First Bites

Michael Schwartz's Fi'lia Is Miami's Restaurant of the Moment

On a recent segment of WLRN's radio show Restaurant  Roundabout, food writer Jen Karetnick mentioned that Michael Schwartz's new restaurant, Fi'lia, was so hot you could actually see the reservations flying away on OpenTable.

Though that sounds like an exaggeration, it's quite true. This past Saturday evening, the restaurant, located at the newly minted SLS Brickell, was abuzz with patrons. Not a seat in the dining room or at the bar was available. It seems everyone in Miami was there to try the James Beard Award-winning chef's take on Italian.

Schwartz, best known for his Design District eatery Michael's Genuine Food & Drink, started his career cooking Italian cuisine. He told New Times this past June: "I've been really lucky in my career, and I was thinking about things I want to cook and eat and environments I want to be in. Those ideas resonated with people."

Fi'lia's menu contains no real surprises. The offerings are standard red-sauce restaurant fare, broken down into pastas, pizzas, large plates, small plates, and extra-large plates.


What sets Fi'lia apart is Schwartz's attention to detail. At bread service, your server pours a generous amount of olive oil, personally selected by the chef, into a dish. Then he takes out a petite pair of scissors and delicately cuts leaves from the small potted thyme at your table to make a dip.
Schwartz also wants to bring back that old-school restaurant chestnut β€” the caesar salad, prepared tableside. A cart rolls around the dining room, squeezing into tight spaces, stopping at nearly every table.
The scent of garlic bread grilling wafts through the room, enticing diners to order a salad for the table. At $20, it's worth it for the show. As a chef's deft hands mash anchovies, swirl mustard, and break eggs, the whole room looks on in awe.
The salad itself is delicious. It's tangy, acidic, and fresh. If you're used to eating caesar salad only at weddings and catered dinners, you owe it to yourself to reacquaint yourself with the real thing.
Pastas include a rare-to-Miami cacio e pepe ($19), a hearty rigatoni Bolognese ($20), and bucatini ($21) with Calabrian chili flake breadcrumbs. The bucatini had enough heat to tingle the lips, but it's fine for almost any palate.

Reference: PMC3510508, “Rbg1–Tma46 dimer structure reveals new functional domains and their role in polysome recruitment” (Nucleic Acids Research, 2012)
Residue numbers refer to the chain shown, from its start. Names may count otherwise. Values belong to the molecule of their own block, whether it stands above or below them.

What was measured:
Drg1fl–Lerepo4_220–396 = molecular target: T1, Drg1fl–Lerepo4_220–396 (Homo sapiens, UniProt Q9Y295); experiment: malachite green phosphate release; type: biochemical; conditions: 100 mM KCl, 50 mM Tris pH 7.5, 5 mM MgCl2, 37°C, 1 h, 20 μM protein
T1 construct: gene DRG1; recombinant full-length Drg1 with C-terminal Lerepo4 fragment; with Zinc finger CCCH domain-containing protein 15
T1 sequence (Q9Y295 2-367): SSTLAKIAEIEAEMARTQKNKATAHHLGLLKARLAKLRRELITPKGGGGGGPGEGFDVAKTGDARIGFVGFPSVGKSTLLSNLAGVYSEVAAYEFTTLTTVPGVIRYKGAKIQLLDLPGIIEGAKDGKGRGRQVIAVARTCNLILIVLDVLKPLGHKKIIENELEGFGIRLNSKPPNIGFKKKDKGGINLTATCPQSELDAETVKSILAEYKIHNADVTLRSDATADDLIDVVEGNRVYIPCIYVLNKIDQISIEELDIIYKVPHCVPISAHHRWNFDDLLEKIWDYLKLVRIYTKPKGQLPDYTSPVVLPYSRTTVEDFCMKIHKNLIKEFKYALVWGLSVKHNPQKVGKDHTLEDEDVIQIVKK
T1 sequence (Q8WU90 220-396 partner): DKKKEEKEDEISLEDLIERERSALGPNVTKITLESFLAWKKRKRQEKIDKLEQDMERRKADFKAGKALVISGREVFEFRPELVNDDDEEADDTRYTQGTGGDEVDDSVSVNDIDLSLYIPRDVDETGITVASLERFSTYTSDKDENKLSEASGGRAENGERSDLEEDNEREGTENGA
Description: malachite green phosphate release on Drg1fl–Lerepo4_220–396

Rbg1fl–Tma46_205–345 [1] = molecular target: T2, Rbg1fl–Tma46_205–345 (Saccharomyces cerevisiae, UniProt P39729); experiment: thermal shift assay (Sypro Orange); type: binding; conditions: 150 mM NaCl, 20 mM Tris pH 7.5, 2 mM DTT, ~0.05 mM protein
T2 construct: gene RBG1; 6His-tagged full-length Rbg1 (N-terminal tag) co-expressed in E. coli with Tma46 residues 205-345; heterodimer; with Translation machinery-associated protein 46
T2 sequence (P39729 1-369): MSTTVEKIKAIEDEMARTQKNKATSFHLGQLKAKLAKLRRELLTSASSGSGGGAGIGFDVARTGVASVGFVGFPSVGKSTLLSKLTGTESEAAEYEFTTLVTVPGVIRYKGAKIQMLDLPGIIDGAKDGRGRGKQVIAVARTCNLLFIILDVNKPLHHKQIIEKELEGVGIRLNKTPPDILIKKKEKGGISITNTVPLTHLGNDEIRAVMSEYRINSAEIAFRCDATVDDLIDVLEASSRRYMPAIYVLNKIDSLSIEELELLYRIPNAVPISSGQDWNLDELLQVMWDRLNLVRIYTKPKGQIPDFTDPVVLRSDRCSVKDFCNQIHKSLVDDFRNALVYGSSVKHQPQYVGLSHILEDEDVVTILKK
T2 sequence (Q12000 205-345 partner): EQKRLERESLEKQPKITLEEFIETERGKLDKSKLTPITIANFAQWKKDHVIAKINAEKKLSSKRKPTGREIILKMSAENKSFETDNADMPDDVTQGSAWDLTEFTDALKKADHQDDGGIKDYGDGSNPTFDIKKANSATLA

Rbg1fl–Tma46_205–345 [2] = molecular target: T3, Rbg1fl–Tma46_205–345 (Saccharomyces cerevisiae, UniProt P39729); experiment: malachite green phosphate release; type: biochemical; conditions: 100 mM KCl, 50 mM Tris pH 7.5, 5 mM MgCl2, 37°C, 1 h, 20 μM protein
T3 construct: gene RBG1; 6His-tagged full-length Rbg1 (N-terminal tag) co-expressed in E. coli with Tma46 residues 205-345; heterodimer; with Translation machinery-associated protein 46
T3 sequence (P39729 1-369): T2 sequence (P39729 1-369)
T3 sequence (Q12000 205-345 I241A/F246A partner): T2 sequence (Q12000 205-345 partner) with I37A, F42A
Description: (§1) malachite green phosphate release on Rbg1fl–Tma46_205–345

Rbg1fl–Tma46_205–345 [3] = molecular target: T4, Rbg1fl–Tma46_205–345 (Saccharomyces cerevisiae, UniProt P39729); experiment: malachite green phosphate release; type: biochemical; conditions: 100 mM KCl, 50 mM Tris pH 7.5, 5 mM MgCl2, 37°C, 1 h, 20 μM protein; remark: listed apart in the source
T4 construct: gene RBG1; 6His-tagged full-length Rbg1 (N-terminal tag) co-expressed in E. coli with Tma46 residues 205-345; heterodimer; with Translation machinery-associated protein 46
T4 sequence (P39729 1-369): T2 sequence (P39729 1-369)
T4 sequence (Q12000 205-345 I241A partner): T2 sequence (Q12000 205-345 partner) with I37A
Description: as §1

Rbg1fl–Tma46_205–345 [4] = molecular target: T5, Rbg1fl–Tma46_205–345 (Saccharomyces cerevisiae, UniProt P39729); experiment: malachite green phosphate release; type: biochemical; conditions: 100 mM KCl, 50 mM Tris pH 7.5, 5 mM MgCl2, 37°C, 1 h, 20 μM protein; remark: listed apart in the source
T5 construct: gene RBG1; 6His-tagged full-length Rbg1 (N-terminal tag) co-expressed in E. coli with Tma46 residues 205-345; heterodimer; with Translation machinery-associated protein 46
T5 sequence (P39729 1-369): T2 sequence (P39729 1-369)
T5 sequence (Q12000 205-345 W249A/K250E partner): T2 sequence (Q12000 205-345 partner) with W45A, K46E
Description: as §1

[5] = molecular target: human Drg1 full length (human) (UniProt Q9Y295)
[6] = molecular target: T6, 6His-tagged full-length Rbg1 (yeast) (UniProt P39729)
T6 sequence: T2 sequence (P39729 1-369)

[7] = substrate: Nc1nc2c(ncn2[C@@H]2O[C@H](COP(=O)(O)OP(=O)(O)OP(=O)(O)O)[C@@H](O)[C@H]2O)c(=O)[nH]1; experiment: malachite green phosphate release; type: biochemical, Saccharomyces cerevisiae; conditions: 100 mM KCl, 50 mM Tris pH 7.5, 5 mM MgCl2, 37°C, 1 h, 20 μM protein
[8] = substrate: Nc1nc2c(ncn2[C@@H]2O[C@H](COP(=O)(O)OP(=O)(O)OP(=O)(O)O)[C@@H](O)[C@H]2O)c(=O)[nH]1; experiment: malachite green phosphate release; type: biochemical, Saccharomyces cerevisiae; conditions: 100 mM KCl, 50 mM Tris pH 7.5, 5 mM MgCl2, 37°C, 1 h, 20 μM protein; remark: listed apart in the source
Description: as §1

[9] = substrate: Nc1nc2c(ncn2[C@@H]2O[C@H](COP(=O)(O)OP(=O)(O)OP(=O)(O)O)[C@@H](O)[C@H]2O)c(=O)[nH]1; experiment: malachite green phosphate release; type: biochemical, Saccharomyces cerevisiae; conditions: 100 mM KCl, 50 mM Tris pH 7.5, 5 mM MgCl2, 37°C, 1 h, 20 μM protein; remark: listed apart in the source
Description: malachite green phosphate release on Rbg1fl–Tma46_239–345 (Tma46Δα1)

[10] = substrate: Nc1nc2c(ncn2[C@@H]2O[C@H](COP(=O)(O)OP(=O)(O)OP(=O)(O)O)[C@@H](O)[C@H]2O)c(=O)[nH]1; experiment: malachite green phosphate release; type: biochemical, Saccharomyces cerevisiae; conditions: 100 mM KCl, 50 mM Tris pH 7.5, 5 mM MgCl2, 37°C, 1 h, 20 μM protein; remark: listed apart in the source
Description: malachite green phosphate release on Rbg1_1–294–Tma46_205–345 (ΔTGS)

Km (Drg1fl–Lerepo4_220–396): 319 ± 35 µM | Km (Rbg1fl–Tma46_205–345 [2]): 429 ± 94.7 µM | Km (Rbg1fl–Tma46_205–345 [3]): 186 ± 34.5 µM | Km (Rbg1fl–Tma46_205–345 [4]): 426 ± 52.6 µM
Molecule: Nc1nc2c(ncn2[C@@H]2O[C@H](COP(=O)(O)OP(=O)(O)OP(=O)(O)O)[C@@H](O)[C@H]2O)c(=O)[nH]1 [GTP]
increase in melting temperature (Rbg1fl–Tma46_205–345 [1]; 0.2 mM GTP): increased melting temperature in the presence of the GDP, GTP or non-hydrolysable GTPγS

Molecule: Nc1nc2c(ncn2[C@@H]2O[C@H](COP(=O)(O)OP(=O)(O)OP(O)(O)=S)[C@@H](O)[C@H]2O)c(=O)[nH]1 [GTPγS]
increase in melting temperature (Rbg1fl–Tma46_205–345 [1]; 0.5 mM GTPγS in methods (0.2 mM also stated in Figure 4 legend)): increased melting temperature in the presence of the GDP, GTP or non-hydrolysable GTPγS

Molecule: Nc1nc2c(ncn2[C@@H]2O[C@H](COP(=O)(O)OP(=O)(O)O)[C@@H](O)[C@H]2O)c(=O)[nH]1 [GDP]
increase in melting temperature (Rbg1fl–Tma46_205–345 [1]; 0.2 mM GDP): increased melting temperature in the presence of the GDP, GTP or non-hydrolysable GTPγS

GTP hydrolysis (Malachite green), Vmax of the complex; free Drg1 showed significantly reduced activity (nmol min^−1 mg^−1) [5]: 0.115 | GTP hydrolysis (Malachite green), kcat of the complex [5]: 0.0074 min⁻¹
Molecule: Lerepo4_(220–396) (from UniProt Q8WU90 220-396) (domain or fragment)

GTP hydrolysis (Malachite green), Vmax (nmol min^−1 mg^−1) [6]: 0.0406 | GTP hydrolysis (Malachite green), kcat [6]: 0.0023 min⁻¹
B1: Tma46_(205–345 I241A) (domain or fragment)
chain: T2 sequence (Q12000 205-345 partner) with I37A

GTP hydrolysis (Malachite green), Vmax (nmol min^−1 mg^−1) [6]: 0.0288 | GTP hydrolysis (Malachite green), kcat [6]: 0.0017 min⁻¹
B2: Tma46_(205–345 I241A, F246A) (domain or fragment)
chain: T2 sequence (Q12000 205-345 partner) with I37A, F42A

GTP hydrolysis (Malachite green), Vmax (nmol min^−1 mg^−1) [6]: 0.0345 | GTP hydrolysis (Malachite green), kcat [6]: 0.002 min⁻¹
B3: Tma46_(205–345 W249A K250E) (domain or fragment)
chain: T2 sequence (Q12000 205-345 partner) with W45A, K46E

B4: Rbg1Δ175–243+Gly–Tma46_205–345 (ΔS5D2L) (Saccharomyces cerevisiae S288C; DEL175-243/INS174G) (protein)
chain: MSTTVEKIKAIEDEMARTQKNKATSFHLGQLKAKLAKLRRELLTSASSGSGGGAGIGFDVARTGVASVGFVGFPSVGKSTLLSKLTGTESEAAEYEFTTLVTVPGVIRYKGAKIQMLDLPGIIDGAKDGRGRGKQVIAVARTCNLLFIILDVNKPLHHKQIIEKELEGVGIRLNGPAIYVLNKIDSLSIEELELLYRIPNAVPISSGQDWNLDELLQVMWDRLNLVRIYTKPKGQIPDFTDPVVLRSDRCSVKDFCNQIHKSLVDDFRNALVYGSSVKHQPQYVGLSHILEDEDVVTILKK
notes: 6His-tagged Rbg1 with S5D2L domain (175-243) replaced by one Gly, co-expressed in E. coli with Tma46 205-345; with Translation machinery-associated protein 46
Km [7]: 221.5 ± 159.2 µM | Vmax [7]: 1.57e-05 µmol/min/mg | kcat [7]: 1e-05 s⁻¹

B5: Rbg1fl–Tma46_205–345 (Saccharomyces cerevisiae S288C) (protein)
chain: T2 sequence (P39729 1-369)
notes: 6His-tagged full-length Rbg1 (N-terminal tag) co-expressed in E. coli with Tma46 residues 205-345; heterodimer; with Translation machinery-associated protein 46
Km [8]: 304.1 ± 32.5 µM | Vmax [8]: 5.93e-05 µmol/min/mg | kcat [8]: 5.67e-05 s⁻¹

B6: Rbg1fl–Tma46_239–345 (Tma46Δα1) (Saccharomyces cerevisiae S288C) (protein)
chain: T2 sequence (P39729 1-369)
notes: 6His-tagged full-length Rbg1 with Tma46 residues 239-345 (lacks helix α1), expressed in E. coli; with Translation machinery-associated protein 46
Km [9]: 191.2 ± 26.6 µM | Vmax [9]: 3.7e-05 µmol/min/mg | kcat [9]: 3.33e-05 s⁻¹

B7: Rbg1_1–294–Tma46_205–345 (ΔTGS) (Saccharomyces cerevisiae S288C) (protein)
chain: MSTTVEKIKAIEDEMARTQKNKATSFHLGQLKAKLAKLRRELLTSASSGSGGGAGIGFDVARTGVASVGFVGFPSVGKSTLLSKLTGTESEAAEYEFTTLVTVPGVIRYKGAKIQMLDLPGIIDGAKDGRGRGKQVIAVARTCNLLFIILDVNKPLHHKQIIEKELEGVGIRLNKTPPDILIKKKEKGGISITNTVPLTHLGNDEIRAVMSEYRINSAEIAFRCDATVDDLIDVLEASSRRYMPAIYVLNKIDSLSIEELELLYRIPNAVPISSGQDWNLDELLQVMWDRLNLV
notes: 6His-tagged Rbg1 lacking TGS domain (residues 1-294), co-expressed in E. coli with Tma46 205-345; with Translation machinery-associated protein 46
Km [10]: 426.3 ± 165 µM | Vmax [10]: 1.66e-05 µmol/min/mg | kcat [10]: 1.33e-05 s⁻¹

The restaurant takes advantage of its wood-fired oven and grill. A hangar steak ($34), served medium-rare, is offered with wood-fired vegetables and slathered in a fine sun-dried tomato tapanade. It's large enough for sharing, especially with an order of pasta.
If you're a fan of red sauce (or homesick for Brooklyn), order the chicken parm. The sauce is perfectly tangy, the chicken savory, and the cheese bubbly. At $23, it's generous enough for two β€” possibly four β€”to chow down on.
Leave room for gelato. The flavors rotate frequently, and last weekend featured seasonal flavors such as pumpkin and apple, along with a flowery olive oil.
The only distraction was the din in the room. Not much was done to buffer the sound of a full house of chatter and clinking glasses. Management did address this issue, saying the restaurant's sound system was being tweaked. If that's the only problem with Fi'lia, it's easy to see why reservations are dear.
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Laine Doss is the food and spirits editor for Miami New Times. She has been featured on Cooking Channel's Eat Street and Food Network's Great Food Truck Race. She won an Alternative Weekly award for her feature about what it's like to wait tables.
Contact: Laine Doss